Alert Sign Dear reader, online ads enable us to deliver the journalism you value. Please support us by taking a moment to turn off Adblock on Dawn.com.

Alert Sign Dear reader, please upgrade to the latest version of IE to have a better reading experience

.

The Islamabad High Court (IHC) on Thursday suspended the Election Commission of Pakistan's (ECP) decision to remove Farooq Sattar as the convener of the Muttahida Qaumi Movement-Pakistan (MQM-P).

Justice Amir Farooq reinstated Sattar as the party's chief until the court decides the petition filed by Sattar against the ECP decision.

Advocate Babar Sattar, who represented the MQM leader in court, argued that ECP does not have the jurisdiction to interfere in a political party's internal matters. He said that since MQM-P is registered under Farooq's name, the ECP does not have the authority to hear cases by another person who claims to be party convener.

He, however, conceded to hold intra-party elections again if the ECP so orders.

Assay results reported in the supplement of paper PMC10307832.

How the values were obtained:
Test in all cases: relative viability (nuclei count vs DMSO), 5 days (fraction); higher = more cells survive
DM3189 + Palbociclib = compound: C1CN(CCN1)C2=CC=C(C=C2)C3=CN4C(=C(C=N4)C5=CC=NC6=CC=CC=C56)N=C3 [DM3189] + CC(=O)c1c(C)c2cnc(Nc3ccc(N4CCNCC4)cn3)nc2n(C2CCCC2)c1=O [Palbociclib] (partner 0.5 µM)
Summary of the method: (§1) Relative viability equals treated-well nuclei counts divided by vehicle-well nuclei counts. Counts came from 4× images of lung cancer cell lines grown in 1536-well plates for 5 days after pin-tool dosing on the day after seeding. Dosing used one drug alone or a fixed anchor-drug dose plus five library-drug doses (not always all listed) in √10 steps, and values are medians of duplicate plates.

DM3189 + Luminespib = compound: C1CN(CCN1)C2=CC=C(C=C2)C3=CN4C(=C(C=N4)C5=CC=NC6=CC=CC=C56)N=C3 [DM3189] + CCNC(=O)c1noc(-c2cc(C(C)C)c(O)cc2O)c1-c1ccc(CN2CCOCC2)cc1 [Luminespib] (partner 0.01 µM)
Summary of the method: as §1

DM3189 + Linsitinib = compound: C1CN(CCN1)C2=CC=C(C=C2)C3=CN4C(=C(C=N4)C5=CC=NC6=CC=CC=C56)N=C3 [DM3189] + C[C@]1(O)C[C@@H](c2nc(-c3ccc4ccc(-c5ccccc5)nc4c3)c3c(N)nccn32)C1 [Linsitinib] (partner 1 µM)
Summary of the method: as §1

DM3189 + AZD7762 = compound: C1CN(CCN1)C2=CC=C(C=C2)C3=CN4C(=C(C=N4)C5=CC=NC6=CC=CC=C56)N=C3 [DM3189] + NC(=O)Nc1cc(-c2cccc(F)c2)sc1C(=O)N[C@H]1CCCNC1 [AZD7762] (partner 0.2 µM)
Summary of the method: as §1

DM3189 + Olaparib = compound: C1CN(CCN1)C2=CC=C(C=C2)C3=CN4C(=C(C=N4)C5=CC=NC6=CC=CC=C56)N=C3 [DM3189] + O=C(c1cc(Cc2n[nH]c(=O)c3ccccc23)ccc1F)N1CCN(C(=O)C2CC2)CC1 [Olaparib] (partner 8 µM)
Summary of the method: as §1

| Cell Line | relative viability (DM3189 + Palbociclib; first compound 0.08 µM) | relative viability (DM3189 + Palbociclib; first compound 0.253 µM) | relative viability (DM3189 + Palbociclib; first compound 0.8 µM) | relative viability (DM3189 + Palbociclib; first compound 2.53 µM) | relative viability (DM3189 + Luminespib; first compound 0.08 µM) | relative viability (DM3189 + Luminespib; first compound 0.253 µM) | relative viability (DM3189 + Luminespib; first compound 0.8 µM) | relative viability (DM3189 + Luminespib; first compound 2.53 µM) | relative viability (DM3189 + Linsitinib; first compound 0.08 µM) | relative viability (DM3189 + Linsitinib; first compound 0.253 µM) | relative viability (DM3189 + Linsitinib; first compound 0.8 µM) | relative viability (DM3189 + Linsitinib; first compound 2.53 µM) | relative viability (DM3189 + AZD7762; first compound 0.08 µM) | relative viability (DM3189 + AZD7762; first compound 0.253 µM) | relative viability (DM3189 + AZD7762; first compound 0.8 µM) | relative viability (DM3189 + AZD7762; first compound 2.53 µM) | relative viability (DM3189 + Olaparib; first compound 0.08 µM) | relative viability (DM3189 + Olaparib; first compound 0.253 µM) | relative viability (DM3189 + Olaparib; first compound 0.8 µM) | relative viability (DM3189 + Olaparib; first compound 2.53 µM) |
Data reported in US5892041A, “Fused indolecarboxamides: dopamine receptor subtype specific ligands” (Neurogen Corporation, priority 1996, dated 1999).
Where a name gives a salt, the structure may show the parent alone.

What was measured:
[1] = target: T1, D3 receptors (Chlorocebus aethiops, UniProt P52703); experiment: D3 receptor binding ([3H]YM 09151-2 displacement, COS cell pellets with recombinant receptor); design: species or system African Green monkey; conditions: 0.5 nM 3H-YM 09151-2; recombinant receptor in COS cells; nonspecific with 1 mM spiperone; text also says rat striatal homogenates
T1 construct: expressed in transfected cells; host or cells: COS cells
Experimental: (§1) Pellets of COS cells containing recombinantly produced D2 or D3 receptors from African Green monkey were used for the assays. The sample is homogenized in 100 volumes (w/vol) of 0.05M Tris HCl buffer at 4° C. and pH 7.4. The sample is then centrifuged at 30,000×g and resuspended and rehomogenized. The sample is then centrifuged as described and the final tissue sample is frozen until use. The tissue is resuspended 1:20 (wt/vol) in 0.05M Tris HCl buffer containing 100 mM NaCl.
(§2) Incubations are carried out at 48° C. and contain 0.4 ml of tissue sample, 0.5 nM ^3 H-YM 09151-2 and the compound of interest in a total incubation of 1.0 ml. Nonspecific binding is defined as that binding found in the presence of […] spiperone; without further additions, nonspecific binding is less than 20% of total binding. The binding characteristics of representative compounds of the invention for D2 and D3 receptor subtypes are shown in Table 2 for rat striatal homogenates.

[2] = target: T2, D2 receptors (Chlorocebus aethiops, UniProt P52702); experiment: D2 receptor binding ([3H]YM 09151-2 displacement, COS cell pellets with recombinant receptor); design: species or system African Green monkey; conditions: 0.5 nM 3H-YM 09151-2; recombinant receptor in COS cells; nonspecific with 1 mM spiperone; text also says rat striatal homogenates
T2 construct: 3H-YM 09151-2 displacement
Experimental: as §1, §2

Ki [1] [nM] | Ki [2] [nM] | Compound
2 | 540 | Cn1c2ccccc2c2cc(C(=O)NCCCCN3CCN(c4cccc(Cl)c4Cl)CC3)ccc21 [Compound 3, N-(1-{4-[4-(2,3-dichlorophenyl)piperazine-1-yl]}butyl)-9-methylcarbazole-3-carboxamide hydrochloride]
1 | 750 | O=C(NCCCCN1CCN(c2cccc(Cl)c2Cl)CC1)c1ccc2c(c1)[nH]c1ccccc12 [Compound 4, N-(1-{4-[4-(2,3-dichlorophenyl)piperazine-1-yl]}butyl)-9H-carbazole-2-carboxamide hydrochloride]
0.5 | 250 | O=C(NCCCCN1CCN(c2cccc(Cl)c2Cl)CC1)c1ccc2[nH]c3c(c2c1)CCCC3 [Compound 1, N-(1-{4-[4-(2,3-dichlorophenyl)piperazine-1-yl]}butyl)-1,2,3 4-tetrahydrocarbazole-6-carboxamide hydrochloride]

IHC has issued notices to the ECP, Khalid Maqbool Siddiqui and Kanwar Naveed Jameel — leaders of MQM-P Bahadurabad, a rival faction of the Sattar-led PIB group — and has ordered them to submit their response by April 11.

The ECP on Monday had removed Farooq from the position of MQM-P convener by accepting the challenge to his election and rejected his plea that the ECP had no jurisdiction to adjudicate upon internal matters of the party.

A five-member bench, headed by Chief Election Commissioner Justice Sardar Muhammad Raza, had annulled the intra-party elections of the MQM-P held under Dr Farooq’s leadership that he claimed to have won with a huge margin.

The petitions assailing his position had been filed by Siddiqui and Jameel.

Farooq had challenged ECP's decision in the IHC on Wednesday. The court had admitted the petition for a hearing today to determine maintainability of the case.

Rifts in the party

Rifts in the MQM-P had emerged on Feb 5 over the distribution of party tickets to candidates for the March 3 Senate elections. The party split into two groups — one led by Farooq and the other by senior leader Amir Khan — and both sides took extreme actions against each other.

The Bahadurabad group ousted Farooq from the post of convener with a two-thirds majority and in a tit-for-tat reaction Farooq held a workers’ convention the same day, dissolved the coordination committee and announced intra-party elections. On Feb 18, Farooq was elected the party convener after securing over 9,000 votes in the intra-party elections.